- Willow Garnett Hill
- The Soda Fire, as seen from the air on Thursday afternoon. The fire has burned almost 220,000 acres of Owyhee and Canon Counties, as well as parts of Oregon.
The Soda Fire continues to be one of the largest wildfires in the U.S.. As of 8:15 p.m. on Aug. 13, it had grown to 218,000 acres. The fire spans a distance of more than 40 miles long and 10 miles wide, eight miles northeast of Jordan Valley. No evacuations are currently in place, and U.S. Highway 95 remains open, but may close periodically throughout the day. Fire crews are putting a special focus on sage grouse habitat and grazing land in the area.
Upper Reynolds Creek, as well as the Jump Creek Recreational site and all trailheads from Silver City to Jump Creek are currently closed. The roads to Silver City are also closed to anyone other than residents.
"We had a really successful day. With the additional 200 firefighters and weather that worked with us today, we made some great progress," said Operations Section Chief Jason Butler in a statement on Aug. 13.
Right now, there are more than 400 firefighters working to contain the Soda Fire. Some of those are from the Owyhee and Canon County fire departments, working to protect structures along the Snake River. As of Thursday evening, the fire was 11 percent contained. Crews expect to battle a strong, dry cold front today, which will bring with it moderate to gusting winds.
Idaho Lieutenant Governor Brad Little offered some words to those impacted by the massive fire yesterday:
"It has been devastating to watch the Soda Fire take over parts of Owyhee County throughout the past two days," he said in a statement. "Idaho families are doing all they can to protect their homes, their livestock and their livelihoods as this massive fire only continues to grow. As a lifelong Idaho rancher, I have seen in years past how fires like the one we have now affects families, and many of our communities. We Idahoans are known for stepping up and helping each other during tough times. I have observed this happening as people continue to offer the families at the forefront water and food, along with a place to shelter their animals. This is the community I am so proud to call my home. I would also like to personally thank the men and women who are risking their lives to stop the fire from growing even more. The fire crews extend to volunteer firefighters who have left their homes and families to help other families in need. Please keep these brave firefighters, the families, and all those affected by fires in our state, in your thoughts and prayers.”
- The Soda Fire currently has more than 400 fire crews working to slow its growth.
The state disaster declaration will allow local governments the ability to access state and federal resources to assist them with the fight against the fire.
"We are seeing some pretty extreme fire behavior, which is why I want to ensure that the local officials have whatever they need as they work to put the fire out and then transition to putting their communities back together," said Gov. C.L. "Butch" Otter in the news release.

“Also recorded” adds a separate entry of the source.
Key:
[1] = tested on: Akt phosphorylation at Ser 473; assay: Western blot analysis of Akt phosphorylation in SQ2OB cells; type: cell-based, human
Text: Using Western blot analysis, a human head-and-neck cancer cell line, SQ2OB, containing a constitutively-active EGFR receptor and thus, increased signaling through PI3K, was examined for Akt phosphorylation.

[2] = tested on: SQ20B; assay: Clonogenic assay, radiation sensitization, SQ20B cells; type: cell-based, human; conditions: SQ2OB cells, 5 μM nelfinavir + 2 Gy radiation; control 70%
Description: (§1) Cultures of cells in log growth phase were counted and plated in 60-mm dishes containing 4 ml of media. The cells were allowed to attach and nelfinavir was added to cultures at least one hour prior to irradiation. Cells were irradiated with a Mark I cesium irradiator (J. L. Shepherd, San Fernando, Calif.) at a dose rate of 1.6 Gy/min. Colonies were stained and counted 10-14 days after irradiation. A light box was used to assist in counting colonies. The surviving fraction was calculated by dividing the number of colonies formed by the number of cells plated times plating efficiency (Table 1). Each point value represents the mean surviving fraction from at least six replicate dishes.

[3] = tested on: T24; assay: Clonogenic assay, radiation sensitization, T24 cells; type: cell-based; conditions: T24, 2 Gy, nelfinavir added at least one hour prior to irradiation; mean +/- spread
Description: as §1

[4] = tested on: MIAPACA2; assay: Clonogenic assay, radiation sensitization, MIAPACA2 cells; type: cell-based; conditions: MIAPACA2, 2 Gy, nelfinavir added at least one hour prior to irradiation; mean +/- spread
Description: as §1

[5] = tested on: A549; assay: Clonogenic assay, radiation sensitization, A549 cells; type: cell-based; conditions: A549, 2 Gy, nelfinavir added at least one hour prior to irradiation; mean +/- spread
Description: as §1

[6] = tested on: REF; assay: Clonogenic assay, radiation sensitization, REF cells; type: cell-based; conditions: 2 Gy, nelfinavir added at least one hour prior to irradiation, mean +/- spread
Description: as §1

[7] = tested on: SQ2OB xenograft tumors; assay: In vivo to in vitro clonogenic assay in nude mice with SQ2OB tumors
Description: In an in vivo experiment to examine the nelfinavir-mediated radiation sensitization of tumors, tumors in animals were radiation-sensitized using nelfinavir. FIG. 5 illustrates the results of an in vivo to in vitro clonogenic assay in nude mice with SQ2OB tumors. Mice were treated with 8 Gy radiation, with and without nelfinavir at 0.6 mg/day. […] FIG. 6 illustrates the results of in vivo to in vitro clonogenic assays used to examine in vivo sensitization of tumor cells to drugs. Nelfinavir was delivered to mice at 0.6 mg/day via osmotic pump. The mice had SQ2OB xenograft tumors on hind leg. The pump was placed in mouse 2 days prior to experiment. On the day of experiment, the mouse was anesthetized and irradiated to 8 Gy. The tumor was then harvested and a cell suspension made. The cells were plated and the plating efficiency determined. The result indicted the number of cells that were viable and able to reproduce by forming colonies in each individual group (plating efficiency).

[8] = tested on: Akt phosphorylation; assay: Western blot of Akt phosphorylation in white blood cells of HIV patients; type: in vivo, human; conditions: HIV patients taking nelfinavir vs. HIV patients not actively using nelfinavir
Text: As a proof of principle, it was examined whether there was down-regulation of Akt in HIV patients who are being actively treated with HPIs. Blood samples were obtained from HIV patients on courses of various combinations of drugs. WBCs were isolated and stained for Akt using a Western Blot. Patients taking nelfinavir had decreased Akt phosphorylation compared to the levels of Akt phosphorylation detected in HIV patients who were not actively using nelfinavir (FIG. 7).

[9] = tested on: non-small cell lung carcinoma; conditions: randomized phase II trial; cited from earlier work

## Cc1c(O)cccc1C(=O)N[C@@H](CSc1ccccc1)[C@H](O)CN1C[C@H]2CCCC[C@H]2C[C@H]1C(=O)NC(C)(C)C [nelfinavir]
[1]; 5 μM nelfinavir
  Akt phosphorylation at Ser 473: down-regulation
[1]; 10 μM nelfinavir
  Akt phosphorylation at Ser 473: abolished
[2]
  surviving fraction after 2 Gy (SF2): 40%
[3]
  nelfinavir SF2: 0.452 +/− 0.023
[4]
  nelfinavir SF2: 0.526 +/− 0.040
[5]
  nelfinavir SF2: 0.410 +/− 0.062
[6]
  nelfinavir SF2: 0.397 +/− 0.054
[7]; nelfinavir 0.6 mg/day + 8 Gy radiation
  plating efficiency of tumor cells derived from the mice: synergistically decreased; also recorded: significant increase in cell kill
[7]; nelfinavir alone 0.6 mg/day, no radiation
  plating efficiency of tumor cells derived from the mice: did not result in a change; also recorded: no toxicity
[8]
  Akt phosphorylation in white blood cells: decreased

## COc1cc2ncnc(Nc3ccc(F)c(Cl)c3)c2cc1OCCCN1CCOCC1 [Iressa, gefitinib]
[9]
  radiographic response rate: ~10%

More than 200 firefighters are now on scene to fight the West Scriver Fire burning 13 miles north of Crouch. The fire is around 600 acres and burning in extremely dry fuel conditions, snags and rough terrain. Hot and windy conditions are predicted today, and fire officials do not have an estimated containment at this time.
Five other fires in the Cascade Ranger District started on Aug. 13, all west of Warm Lake. The Cougar Fire is the most pressing, burning only three miles southwest of Warm Lake and 20 miles northeast of Crouch. Winds topped 40 miles per hour overnight. There are 52 firefighters working on the fire now, and the Trail Creek Hot Springs near Warm Lake is currently closed.
ORIGINAL POST: Thursday, Aug. 13 at 9:40 a.m.
Windy and extremely dry conditions, along with temperatures in the high 90s, won't make things any easier today for hundreds of firefighters on the scene of the 200,000-acre Soda Fire—so far, the region's largest wildfire of the season.
Officials have periodically closed and reopened nearby U.S. Highway 95 as the flames come perilously close to the highway. As of the morning of Aug. 13, Highway 95 was reopened but law enforcement warn travelers that the section of roadway could be closed at any time. Late Wednesday, the Owyhee County Sheriff's Office issued an evacuation order for residents west of U.S. 95 from Market Road to Cemetery Road south of Homedale, but that evacuation order was lifted overnight.
Fire officials said the blaze was about 11 percent contained at sunrise, and they're advising motorists to use other routes of travel and avoid U.S. 95 if possible. If motorists must use U.S. 95, they are warned not to stop on the highway due to the fire's active behavior.
In the Boise National Forest, the West Scriver Fire has now burned approximately 500 acres 13 miles north of Crouch. Motorists have been able to spot smoke from Highway 55 near Smiths Ferry as 135 firefighters battle the blaze. Meanwhile, the Wolf Fire, eight miles east of Jackson Peak, has burned 52 acres with 48 firefighting personnel on the scene.